Many cases are not aware of the mechanism underlying the non-dipping BP profile. Evidence accumulates that factors associated with volume are often involved. This explains the connection between non-dipping with HTN forms that are salty and sensitive to kidney function, hyperparathyroidism and HTN forms that are induced by mineralocorticoids [44]. Moreover, 24 patients of G1 (80%) showed impaired LV systolic function measured by 2D-LVGLS with significant difference between both groups despite apparently normal EF. Oppositely, G2 patients showed non-significantly more diastolic dysfunction measured by LV E/Ea. Vitamin D has been discovered to have a positive correlation to 2D-LVGLS and vitamin D has been found to be the strongest predictor of LV systolic dysfunction in HTN patients with multivariate assessment. Abdel Rahman et al. [45], found that, depending on serum concentration, vitamin D has a biphasic impact on its cardiac function. Lower vitamin D appears to have a worse systemic function, while greater concentrations appear to be associated with poorer LV diastolic function. By various mechanisms, they clarified their outcomes. Vitamin D deficiency was noted in the manufacturing and deposition of myocardial tissue for induced myocardial hypertrophy and extracellular matrix. The extracellular matrix restructuring can involve progressive LV restructuring, expansion, and HF, mediated by a matrix of metalloproteinases. Vitamin D also has fascinating immunostatic and DNA-protective characteristics at the molecular level. Negative impacts linked to the surplus of vitamin D include hyperphosphatemia, hypercalcemia, enhanced MMP, and medial calcification.
Our results detected that 35 hypertensive patients (50%) had increased PTH above normal level and by re-classification of their HTN patients and comparing both groups (G A and G B), it has found a higher IVSd, LVPWd thickness, LVMI, RWT and lower 2D-LVGLS in G A compared to G B. Our results were in agreement with Näppi et al. [46] who concluded that hyper-parathyroidism induces LVH and slight impairment of LV systolic function measured by EF.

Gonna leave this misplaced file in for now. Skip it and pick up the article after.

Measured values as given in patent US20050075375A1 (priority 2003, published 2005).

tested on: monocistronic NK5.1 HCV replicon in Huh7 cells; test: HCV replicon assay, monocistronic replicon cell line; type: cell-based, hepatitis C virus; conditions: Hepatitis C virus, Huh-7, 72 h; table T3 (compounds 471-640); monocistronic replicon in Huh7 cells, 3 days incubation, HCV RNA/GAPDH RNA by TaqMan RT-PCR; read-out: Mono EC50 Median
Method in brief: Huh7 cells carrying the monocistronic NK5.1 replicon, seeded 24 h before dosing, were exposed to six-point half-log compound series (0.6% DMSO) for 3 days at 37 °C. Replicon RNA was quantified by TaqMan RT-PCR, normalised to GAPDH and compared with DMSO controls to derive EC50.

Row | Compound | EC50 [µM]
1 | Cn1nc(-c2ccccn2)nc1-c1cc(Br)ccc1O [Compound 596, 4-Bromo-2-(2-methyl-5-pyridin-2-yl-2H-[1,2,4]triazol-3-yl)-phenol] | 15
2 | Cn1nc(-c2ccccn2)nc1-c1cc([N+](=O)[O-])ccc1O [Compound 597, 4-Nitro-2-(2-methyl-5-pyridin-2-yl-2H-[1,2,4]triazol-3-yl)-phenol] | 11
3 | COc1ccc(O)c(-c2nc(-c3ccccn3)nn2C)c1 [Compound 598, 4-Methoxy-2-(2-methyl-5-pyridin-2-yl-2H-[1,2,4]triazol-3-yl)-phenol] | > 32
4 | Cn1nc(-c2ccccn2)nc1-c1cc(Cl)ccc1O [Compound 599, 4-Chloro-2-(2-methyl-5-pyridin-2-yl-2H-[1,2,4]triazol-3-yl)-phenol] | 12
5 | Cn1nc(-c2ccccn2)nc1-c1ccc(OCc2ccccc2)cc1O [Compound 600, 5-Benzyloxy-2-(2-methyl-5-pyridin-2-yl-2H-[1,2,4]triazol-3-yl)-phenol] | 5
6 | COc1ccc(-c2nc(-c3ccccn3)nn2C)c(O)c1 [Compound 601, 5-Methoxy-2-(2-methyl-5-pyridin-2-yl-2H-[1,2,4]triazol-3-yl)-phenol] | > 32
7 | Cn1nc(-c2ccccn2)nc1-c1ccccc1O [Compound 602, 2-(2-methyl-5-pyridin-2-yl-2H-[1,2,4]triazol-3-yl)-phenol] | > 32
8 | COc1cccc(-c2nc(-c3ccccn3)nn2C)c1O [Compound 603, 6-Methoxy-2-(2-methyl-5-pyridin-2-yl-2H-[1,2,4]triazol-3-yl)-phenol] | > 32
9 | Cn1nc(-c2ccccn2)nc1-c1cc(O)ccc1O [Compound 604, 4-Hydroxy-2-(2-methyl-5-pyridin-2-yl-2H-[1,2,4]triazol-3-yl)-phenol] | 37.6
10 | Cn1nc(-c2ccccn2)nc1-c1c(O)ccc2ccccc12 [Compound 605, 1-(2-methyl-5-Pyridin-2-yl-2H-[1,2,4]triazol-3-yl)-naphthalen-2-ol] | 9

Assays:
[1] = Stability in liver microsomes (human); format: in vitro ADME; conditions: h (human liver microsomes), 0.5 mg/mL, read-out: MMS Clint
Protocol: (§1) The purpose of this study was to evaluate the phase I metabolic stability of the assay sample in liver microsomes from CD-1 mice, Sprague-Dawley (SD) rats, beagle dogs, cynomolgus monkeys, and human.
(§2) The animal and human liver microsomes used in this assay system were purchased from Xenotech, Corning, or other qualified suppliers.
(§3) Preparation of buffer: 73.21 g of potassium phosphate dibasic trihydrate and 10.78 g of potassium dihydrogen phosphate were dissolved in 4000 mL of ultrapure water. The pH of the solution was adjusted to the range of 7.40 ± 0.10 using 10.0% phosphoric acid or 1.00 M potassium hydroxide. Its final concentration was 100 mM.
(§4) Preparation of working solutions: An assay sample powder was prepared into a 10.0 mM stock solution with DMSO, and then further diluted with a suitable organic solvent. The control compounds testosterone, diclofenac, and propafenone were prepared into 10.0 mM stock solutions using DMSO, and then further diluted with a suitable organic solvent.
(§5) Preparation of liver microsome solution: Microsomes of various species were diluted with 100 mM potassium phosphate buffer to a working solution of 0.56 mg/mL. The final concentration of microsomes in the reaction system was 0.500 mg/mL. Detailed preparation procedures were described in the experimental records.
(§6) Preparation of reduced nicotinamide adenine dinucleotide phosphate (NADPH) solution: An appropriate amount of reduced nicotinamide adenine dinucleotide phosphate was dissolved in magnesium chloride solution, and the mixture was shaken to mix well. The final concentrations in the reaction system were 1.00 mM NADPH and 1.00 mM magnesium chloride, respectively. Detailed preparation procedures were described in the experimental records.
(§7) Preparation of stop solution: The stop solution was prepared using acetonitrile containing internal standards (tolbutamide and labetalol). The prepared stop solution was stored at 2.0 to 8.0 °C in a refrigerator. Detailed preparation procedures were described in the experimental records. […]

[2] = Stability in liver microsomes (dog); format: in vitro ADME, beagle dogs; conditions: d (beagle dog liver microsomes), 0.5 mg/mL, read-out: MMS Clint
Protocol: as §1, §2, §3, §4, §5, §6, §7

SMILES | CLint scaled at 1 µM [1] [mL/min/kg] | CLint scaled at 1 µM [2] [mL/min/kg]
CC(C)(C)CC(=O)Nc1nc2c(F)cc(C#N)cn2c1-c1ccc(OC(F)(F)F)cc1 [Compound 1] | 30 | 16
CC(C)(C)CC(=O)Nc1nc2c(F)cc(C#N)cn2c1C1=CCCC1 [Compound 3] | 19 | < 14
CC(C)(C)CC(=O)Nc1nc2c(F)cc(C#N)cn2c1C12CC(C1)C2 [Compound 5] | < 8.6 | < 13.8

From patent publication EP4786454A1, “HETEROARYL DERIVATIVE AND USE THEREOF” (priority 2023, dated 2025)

LV systolic function indicators were used and assessed with 2D-LVGLS, because an assessment of STE imaging could determine the deformation and subtract the impact of tethering and translation movement of the whole heart and therefore, it can be used with more vital function than echocardiographic measures [47]. Renin disturbance-angiotensin-aldosterone system and structural and functional alterations of the vascular wall have been reported to have related hyper-parathyrodism to HTN. An increased prevalence has been observed of heart structural abnormalities, such as LVH, valvular and myocardial calcification. Associations between PTH and LVH, LVH and serum calcium were found [48].

5. Conclusions

Subclinical target organ damage is significantly higher in hypertensive patients with vitamin D deficiency than hypertensive patients with normal vitamin D levels. Patients with vitamin D deficiency or excess PTH have higher LVMI, higher AMBP readings, a higher percent of non-dippers, and more impaired LV systolic function. Serum vitamin D<29 ng/mL is a strong predictor of LV systolic dysfunction in patients with essential HTN.


This study has small sample size with smaller sub-groups numbers so a larger study is recommended. Also, we didn`t study the effect of vitamin D as anti-hypertensive treatment on different group patients.